The finite instantiation in Section 3.4 is well-suited for SMT solvers. In fact, SMT solvers are equipped with their own instantiation algorithms that also work well for our dependence relations. However, SMT solvers do not provide any equality relationships they might derive while answering the satisfiability question. Although it is possible to use SMT solvers to test if an equation is true for a set of constraints, we cannot search for an equation given the constraints (unless all candidates are enumerated—but there are infinite candidates in general).

For our implementation, the choice was between adding finite instantiation to ISL or adding equality detection to SMT solvers. We have chosen the former option as it seemed simpler to do, and also because we are more familiar with ISL.

7. Evaluation of Unsatisfiability and Simplification Approaches

In this section, we study the impact of our approach of utilizing domain information about index arrays on the data dependence analysis of eight sparse kernels. Our approach may help data dependence analysis in three ways: (1) The runtime check can be completely removed if the dependences are proven unsatisfiable; (2) Deriving equalities from instantiated universally quantified assertions about domain information can simplify dependences and reduce respected runtime check complexity; and (3) Reducing all maybe satisfiable relations of a given code to a set of dependence relations that encompass all potential dependences. We do this by finding relations that are superset equal of other relations. This can discard even more dependence relations that potentially might need expensive runtime checks.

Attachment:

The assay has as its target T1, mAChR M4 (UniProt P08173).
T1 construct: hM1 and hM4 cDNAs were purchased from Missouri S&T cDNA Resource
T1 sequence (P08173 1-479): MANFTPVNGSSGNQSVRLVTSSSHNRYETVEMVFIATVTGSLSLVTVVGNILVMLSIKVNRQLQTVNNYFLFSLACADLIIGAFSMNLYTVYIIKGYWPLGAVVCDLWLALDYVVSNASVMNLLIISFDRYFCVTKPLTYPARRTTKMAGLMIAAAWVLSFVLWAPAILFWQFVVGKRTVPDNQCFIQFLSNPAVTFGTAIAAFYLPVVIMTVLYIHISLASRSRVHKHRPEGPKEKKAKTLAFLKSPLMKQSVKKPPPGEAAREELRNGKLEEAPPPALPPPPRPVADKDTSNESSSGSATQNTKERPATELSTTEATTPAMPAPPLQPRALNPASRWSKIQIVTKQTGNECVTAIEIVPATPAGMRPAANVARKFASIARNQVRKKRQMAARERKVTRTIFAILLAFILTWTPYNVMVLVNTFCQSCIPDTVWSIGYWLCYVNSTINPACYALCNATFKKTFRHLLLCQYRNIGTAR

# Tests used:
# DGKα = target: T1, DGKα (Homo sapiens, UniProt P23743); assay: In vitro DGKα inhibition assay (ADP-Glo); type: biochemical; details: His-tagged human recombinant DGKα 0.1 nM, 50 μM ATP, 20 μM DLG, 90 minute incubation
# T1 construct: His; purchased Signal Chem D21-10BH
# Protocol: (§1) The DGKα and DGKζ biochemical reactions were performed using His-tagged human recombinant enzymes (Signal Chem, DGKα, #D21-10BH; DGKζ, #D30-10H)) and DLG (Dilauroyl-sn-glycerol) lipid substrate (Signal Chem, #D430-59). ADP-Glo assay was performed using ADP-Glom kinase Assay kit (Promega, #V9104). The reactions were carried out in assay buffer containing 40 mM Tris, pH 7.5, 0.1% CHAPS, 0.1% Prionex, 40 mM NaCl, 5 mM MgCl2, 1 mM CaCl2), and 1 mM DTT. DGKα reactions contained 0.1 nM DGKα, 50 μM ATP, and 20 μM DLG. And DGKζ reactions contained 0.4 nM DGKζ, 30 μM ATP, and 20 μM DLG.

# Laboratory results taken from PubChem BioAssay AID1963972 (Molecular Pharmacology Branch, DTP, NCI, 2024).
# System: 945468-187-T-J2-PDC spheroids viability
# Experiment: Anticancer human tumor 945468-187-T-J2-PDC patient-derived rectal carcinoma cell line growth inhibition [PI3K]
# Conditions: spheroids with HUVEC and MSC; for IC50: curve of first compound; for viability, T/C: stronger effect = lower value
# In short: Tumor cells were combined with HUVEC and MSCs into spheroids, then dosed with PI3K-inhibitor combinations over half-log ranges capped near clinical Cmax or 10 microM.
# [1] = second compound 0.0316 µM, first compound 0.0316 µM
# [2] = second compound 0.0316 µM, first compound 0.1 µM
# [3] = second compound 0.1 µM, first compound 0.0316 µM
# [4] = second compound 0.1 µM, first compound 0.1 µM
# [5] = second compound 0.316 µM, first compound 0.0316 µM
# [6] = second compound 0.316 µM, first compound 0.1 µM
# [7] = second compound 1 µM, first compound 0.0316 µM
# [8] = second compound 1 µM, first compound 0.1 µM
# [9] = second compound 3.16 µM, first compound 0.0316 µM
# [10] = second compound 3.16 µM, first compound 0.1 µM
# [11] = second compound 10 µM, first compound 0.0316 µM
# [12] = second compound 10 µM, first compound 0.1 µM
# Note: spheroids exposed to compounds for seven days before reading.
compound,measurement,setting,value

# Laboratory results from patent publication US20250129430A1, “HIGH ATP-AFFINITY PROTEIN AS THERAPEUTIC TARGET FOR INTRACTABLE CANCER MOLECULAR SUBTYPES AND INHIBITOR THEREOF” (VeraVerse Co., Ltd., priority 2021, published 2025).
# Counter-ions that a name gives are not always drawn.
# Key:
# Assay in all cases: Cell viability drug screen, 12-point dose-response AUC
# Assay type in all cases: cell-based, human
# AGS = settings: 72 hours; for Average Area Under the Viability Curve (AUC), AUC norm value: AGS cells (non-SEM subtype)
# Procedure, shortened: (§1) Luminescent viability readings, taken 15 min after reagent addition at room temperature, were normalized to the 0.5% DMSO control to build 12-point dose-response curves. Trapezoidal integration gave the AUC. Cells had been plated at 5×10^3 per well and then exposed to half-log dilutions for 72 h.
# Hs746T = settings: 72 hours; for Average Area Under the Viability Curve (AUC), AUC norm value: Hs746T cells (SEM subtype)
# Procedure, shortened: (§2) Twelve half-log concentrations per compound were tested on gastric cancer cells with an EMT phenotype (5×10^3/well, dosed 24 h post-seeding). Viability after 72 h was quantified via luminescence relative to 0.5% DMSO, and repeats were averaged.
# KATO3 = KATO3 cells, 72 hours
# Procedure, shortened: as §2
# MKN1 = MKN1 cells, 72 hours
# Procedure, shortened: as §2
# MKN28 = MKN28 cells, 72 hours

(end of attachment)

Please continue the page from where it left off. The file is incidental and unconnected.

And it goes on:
We first describe the suite of numerical kernels that we have compiled to evaluate our approach. Then we evaluate the impact of each step in our approach, from the relevance of the index property assertions to the simplification using superset relations. Finally, we report the complexity of inspectors with and without our proposed simplifications.

7.1. Numerical Algorithms in Benchmark

We have included some of the most popular sparse kernels in a benchmark suite: (1) The Cholesky factorization, Incomplete LU0 and Incomplete Cholesky0, and the sparse triangular solver, which are commonly used in direct solvers and as preconditioners in iterative solvers; (2) sparse matrix vector multiplication, and Gauss-Seidel methods, which are often used in iterative solvers. Table 1 summarizes the benchmarks indicating which library each algorithm came from and how the benchmark compares with the implementations in existing libraries.

Algorithm name Format Library source Mod.
Gauss-Seidel solver CSR Intel MKL (Wang et al., 2014) None
Gauss-Seidel solver BCSR Intel MKL (Wang et al., 2014) None
Incomplete LU CSR Intel MKL (Wang et al., 2014) None
Incomplete Cholesky CSC and CSR SparseLib++ (Pozo et al., 1996) None
Forward solve CSC Sympiler (Cheshmi et al., 2017) None
Forward solve CSR (Vuduc et al., 2002) None
Sparse MV Multiply CSR Common None
Static Left Cholesky CSC Sympiler (Cheshmi et al., 2017) Pa  + Rb
  • Privatization of temporary arrays

  • Removal of dynamic index array updates

Table 1. The benchmark suite used in this paper. The suite includes the fundamental blocks in several applications. The suite is also selected to cover both static index arrays, such as Gauss-Seidel, and dynamic index arrays, such as Left Cholesky. The modification column shows the type of modification applied to the original code.

We modified onr of the benchmarks, left Cholesky, to make temporary arrays privatizable and to remove dynamic index array updates so that the compiler can analyze the sparse code.